Panel: U.S. Should Capitalize on Competitive Gas Prices for Manufacturing
Low U.S. natural gas prices currently give the U.S. manufacturing sector a slight competitive cost edge that could enable the country to create the 20 million jobs in the next decade.
Now, the biggest challenge facing the U.S. is not screwing up this opportunity, according to a panel of industry officials speaking at IHS CERAWeek in Houston on Tuesday.
The U.S. unconventional resource boom, which has resulted in the creation of thousands of jobs associated with Pennsylvania’s Marcellus shale, has the potential to create more jobs as oil and gas producers begin scratching the surface on plays such as the Utica. Royalties generated from oil and gas production also could allow the U.S. to dig itself out of its financial hole, said Karen Harbert, president of the Institute for 21st Century Energy.
However, the nation’s lack of comprehensive regulatory, tort and tax policies are still hurdles in the development of new energy projects, which in turn impacts the availability of fuel suppliers for the U.S. manufacturing base.
“We have a regulatory environment that makes it easier to go to Nigeria than Nebraska,” said Harbert, noting that U.S. oil and gas production has increased only because of increase production from private and state lands, while restrictive federal policies have resulted in declines in oil and gas production from federally-held lands.
While industry understands the need for health, safety and environmental regulations, the government should play the role as a facilitator of job development and work with businesses to achieve goals, rather than taking an adversarial posture with politicized decisions, said Jay Timmons, president and CEO of the National Association of Manufacturers (NAM).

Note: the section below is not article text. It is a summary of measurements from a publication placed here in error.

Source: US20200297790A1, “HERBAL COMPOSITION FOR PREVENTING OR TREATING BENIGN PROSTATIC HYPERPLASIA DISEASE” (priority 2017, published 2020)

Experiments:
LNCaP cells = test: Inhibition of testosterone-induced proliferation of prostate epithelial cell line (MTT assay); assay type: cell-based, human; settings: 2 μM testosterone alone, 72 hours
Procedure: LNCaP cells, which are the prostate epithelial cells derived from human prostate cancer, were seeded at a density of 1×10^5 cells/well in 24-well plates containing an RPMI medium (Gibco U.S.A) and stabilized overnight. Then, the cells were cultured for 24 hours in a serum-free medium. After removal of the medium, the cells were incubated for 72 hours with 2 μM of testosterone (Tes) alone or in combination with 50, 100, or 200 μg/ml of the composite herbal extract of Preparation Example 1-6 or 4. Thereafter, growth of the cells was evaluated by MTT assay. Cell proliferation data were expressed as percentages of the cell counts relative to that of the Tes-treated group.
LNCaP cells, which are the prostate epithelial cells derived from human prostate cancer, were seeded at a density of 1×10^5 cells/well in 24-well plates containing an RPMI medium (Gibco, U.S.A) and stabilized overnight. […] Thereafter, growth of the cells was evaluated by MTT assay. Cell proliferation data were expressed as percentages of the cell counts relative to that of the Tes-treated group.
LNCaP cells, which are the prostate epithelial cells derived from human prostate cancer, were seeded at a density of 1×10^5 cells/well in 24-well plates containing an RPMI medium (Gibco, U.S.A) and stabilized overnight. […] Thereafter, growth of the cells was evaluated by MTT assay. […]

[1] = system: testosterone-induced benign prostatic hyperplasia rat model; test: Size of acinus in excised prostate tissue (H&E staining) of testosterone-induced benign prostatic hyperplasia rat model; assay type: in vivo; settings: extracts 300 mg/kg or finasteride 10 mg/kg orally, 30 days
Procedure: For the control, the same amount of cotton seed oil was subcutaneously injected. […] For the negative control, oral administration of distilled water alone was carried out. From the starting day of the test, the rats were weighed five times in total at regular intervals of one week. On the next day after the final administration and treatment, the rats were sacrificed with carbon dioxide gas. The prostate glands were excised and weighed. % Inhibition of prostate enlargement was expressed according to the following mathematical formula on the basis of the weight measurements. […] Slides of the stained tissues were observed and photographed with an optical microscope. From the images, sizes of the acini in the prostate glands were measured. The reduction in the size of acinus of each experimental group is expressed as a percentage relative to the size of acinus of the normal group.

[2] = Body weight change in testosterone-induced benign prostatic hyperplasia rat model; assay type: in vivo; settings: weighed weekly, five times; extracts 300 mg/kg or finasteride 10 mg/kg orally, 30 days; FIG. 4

“We’re all guilty of the fact that we don’t understand the true cost of importing energy from foreign sources,” said Scott Angelle, secretary of Louisiana’s Department of Natural Resources.
The high natural gas prices seen in 2008 prompted a number of petrochemical plant closures and layoffs in Louisiana, leading some state officials to believe the state’s petrochemical industry would never be the same, said Scott Angelle.
That situation reversed itself in 2011 after the U.S. shale boom unlocked significant new gas resources. As a result, petrochemical companies such as Dow planning to open new plants or expand existing facilities. South Africa-based Sasol also unveiled plans last year to open a gas-to-liquids (GTL) facility in southwestern Louisiana. Angelle commented that GTL technology could be a real gamechanger in Louisiana’s petrochemical industry.
Union Pacific Railroad also met with state officials to seek to invest $200 million in new rail capacity in Louisiana to meet industrial demand. “When railroads want to spend, you make it happen,” said Angelle.
The abundance of natural gas in the U.S. has led to discussions of increasing gas use within the country, either through more gas-fired power generation or implementing gas-powered vehicles in the U.S. long haul fleet. However, new pipeline and other infrastructure will be needed to allow for more gas consumption. Efforts by the U.S. government to distort the market to increase gas consumption should also be avoided, said Harbert.
Timmons did praise the White House’s efforts to offer job more job training. Educating skilled workers to fill U.S. manufacturing jobs poses another challenge for the sector, said Timmons, who noted than five percent of manufacturing jobs, or 600,000 positions, can’t be filled due to lack of skilled labor.
NAM and the federal government have partnered to offer manufacturing job training programs at community colleges around the country. The skills that students learn through these programs are transferable between states, allowing students flexibility in what region of the country they go to work.
The manufacturing industry has perception problem that the oil and gas industry has faced in attracting younger workers – that it’s old school and not as advanced technologically as other industries, said Jay Timmons. However, the reality is that today’s manufacturing industry “is not your grandfather’s manufacturing industry,” Timmons noted.
“It’s new, it’s innovative,” Timmons said. “I would even venture to say it’s sexy.”
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